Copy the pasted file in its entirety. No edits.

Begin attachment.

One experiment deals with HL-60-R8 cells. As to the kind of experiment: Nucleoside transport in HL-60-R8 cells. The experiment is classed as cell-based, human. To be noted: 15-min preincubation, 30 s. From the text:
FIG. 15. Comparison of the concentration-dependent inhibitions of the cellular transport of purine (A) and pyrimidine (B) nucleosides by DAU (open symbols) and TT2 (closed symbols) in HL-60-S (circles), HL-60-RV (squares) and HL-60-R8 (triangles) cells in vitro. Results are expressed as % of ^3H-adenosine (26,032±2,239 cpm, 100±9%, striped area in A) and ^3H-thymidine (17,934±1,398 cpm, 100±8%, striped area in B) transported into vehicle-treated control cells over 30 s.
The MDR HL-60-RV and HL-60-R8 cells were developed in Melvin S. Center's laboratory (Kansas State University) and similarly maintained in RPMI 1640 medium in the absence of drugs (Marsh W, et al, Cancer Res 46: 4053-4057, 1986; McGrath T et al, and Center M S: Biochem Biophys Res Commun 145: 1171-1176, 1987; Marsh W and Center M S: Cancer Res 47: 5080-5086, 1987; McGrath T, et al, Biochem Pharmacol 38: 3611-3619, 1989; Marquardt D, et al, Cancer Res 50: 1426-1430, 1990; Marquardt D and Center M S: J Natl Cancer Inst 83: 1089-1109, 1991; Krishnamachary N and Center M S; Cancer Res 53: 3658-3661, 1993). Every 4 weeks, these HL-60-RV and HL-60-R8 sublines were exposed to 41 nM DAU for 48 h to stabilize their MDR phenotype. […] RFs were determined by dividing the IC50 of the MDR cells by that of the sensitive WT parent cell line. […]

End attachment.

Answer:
One experiment deals with HL-60-R8 cells. As to the kind of experiment: Nucleoside transport in HL-60-R8 cells. The experiment is classed as cell-based, human. To be noted: 15-min preincubation, 30 s. From the text:
FIG. 15. Comparison of the concentration-dependent inhibitions of the cellular transport of purine (A) and pyrimidine (B) nucleosides by DAU (open symbols) and TT2 (closed symbols) in HL-60-S (circles), HL-60-RV (squares) and HL-60-R8 (triangles) cells in vitro. Results are expressed as % of ^3H-adenosine (26,032±2,239 cpm, 100±9%, striped area in A) and ^3H-thymidine (17,934±1,398 cpm, 100±8%, striped area in B) transported into vehicle-treated control cells over 30 s.
The MDR HL-60-RV and HL-60-R8 cells were developed in Melvin S. Center's laboratory (Kansas State University) and similarly maintained in RPMI 1640 medium in the absence of drugs (Marsh W, et al, Cancer Res 46: 4053-4057, 1986; McGrath T et al, and Center M S: Biochem Biophys Res Commun 145: 1171-1176, 1987; Marsh W and Center M S: Cancer Res 47: 5080-5086, 1987; McGrath T, et al, Biochem Pharmacol 38: 3611-3619, 1989; Marquardt D, et al, Cancer Res 50: 1426-1430, 1990; Marquardt D and Center M S: J Natl Cancer Inst 83: 1089-1109, 1991; Krishnamachary N and Center M S; Cancer Res 53: 3658-3661, 1993). Every 4 weeks, these HL-60-RV and HL-60-R8 sublines were exposed to 41 nM DAU for 48 h to stabilize their MDR phenotype. […] RFs were determined by dividing the IC50 of the MDR cells by that of the sensitive WT parent cell line. […]